How common does infectious hepatitis occur in dogs and is it serious?

Canine infectious hepatitis is a highly contagious disease that affects dogs all over the world. Although this viral infection that affects the liver and the other organs of the dog is not as common as canine diarrhea, a large number of dogs in areas where routine immunization is not practiced are affected. Infectious hepatitis is a serious disease of dogs. Severe cases of infection can result to the death of the dog hours after the symptoms are shown.

Canine infectious hepatitis is caused by the canine adenovirus type 1 (CAV-1). This virus can have potentially serious effects on the liver of the dog. The liver is one of the important organs because of the vital life functions it performs. This organ breaks down food and converts it into energy. The liver detoxifies chemicals and toxins, removes waste products from the blood and filters infections and bacteria from the blood. Humans can only survive for one or two days if the liver completely shuts down. The same thing is true with dogs.

Canine infectious hepatitis is not related to the hepatitis that afflicts humans. CAV-1 is spread among domesticated and wild dogs as well as in foxes and coyotes. This disease spread through direct contact with an infected animal or with contaminated body fluids. A dog can have this potentially serious disease if it has come in contact with food dishes and cages contaminated with nasal discharge, saliva and urine of an infected dog. The virus can be inhaled as well and can be transmitted by fleas, ticks and mosquitoes. The first four to seven days after the dog was exposed to the virus is the most contagious. The virus that has proliferated will be shed through the saliva, nasal discharge, urine and feces. The virus travelling through the blood stream will cause extensive damage to the liver, kidneys, eyes and to other organs of the body.

Canine infectious hepatitis has a wide range of symptoms. The first symptoms of canine infectious hepatitis are coughing, fever and sore throat. The dog would have nasal and eye discharge. The eye discharge will appear as if the dog has conjunctivitis. Yellowing of the white part of the eyes will be noticed. The cornea will have a bluish tint so that the eyes will appear cloudy. The dog’s eyes will tear as it become sensitive to light. As the infection spreads to other organs, the dog will vomit and have diarrhea. The dog will lose appetite and suffer from abdominal pains. The dog will appear to have an enlarged stomach due to the swelling of the liver. This disease is associated with bleeding problems. The infected dog will have bleeding gums, will nosebleed and pass bloody feces. Some dogs would have hematomas and develop swollen head and neck due to subcutaneous fluids that have leaked from the damaged liver. Disorientation and seizures are symptoms of a fatal form of infectious hepatitis as these are signs of imminent death.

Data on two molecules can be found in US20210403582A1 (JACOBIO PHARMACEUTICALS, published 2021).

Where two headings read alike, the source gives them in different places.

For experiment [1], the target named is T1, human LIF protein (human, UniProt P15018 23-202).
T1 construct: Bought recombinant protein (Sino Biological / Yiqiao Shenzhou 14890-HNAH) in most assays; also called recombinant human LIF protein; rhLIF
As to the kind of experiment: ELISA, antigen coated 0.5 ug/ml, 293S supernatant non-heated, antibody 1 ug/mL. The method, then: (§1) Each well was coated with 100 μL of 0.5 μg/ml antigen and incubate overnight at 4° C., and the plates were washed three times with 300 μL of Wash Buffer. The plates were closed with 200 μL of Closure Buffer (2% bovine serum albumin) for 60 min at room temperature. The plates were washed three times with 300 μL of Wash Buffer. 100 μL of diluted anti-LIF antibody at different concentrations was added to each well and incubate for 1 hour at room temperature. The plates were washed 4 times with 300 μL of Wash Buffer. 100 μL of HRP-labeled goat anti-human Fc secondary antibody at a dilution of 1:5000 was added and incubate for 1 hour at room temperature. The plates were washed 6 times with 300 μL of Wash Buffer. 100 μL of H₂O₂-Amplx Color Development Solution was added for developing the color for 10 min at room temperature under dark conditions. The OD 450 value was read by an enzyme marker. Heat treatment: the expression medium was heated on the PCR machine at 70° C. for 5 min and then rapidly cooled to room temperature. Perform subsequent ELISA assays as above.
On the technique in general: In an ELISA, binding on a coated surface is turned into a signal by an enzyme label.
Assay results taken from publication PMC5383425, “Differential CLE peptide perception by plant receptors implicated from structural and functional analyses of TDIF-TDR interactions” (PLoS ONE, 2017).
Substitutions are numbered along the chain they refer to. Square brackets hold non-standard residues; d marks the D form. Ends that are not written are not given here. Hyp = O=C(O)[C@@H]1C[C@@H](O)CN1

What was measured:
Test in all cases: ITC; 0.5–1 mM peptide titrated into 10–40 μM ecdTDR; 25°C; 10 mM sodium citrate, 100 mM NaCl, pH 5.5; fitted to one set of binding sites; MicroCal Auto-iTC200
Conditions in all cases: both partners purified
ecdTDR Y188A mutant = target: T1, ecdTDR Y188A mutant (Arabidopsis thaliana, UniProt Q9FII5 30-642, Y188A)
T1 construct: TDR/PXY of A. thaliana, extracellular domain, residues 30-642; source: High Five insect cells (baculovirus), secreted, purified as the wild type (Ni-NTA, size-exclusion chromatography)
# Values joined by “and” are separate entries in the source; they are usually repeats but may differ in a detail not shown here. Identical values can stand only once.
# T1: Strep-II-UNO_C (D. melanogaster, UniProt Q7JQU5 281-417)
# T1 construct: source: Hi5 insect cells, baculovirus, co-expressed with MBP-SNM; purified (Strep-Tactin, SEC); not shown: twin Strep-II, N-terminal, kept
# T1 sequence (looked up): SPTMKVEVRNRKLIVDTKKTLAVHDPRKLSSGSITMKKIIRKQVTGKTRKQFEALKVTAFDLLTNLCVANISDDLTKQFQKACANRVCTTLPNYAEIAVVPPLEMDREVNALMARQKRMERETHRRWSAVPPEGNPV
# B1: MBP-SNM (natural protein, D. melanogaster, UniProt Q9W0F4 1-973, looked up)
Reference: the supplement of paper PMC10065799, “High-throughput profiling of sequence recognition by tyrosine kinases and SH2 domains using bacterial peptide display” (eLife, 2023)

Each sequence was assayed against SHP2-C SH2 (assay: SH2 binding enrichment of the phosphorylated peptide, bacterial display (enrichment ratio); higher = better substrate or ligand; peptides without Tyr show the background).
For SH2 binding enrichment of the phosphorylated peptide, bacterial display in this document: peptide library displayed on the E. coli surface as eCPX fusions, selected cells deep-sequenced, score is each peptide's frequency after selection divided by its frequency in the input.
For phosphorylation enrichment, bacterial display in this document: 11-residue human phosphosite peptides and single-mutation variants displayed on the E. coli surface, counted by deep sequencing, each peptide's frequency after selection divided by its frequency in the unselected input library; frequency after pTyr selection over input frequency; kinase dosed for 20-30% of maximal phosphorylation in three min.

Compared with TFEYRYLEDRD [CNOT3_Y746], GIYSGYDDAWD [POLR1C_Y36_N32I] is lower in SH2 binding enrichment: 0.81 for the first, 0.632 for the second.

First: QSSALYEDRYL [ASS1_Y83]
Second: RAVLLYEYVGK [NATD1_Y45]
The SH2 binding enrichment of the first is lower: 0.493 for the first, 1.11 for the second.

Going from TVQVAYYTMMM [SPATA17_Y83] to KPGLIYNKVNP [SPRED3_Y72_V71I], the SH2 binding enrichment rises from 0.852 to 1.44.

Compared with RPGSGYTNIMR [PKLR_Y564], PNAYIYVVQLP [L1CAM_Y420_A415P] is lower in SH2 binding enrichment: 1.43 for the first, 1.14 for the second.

Physical examination, blood tests, urinalysis are the usual methods of diagnosis for this disease. Recently, the presence of the virus in the feces of an infected dog can be detected with the use of a testing kit known as ELISA. Canine infectious hepatitis has life threatening consequences. Unfortunately, this disease has no cure. With a healthy immune system, a dog can manage the disease. CIH is especially fatal to puppies because of their undeveloped immune system. Treatment is mainly supportive and usually given to control the progression of the secondary ailments like vomiting and diarrhea. Antibiotics, intravenous fluids and blood transfusion are the supportive care given as no medication can specifically treat canine infectious hepatitis. Vaccination is the only viable option that can save your pet from this potentially life threatening disease.

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